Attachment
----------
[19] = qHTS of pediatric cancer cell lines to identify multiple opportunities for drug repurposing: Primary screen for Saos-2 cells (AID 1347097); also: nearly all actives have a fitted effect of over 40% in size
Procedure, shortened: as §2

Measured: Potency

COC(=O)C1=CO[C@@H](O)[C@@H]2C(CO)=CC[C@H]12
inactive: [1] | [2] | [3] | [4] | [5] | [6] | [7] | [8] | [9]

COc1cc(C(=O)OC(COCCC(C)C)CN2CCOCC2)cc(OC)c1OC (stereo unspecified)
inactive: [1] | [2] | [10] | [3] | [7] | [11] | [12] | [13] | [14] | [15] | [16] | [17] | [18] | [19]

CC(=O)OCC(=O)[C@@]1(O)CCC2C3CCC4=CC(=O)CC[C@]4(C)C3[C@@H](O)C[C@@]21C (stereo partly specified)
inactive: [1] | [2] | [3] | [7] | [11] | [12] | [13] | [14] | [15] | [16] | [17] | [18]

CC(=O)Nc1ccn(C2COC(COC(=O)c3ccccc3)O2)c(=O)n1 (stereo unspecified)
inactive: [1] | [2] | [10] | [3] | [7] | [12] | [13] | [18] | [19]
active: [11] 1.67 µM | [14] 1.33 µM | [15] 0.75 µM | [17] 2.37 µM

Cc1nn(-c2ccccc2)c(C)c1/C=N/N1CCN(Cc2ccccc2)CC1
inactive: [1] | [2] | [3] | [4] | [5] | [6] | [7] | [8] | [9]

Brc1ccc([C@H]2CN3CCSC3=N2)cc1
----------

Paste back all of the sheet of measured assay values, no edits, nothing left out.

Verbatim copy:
[19] = qHTS of pediatric cancer cell lines to identify multiple opportunities for drug repurposing: Primary screen for Saos-2 cells (AID 1347097); also: nearly all actives have a fitted effect of over 40% in size
Procedure, shortened: as §2

Measured: Potency

COC(=O)C1=CO[C@@H](O)[C@@H]2C(CO)=CC[C@H]12
inactive: [1] | [2] | [3] | [4] | [5] | [6] | [7] | [8] | [9]

COc1cc(C(=O)OC(COCCC(C)C)CN2CCOCC2)cc(OC)c1OC (stereo unspecified)
inactive: [1] | [2] | [10] | [3] | [7] | [11] | [12] | [13] | [14] | [15] | [16] | [17] | [18] | [19]

CC(=O)OCC(=O)[C@@]1(O)CCC2C3CCC4=CC(=O)CC[C@]4(C)C3[C@@H](O)C[C@@]21C (stereo partly specified)
inactive: [1] | [2] | [3] | [7] | [11] | [12] | [13] | [14] | [15] | [16] | [17] | [18]

CC(=O)Nc1ccn(C2COC(COC(=O)c3ccccc3)O2)c(=O)n1 (stereo unspecified)
inactive: [1] | [2] | [10] | [3] | [7] | [12] | [13] | [18] | [19]
active: [11] 1.67 µM | [14] 1.33 µM | [15] 0.75 µM | [17] 2.37 µM

Cc1nn(-c2ccccc2)c(C)c1/C=N/N1CCN(Cc2ccccc2)CC1
inactive: [1] | [2] | [3] | [4] | [5] | [6] | [7] | [8] | [9]

Brc1ccc([C@H]2CN3CCSC3=N2)cc1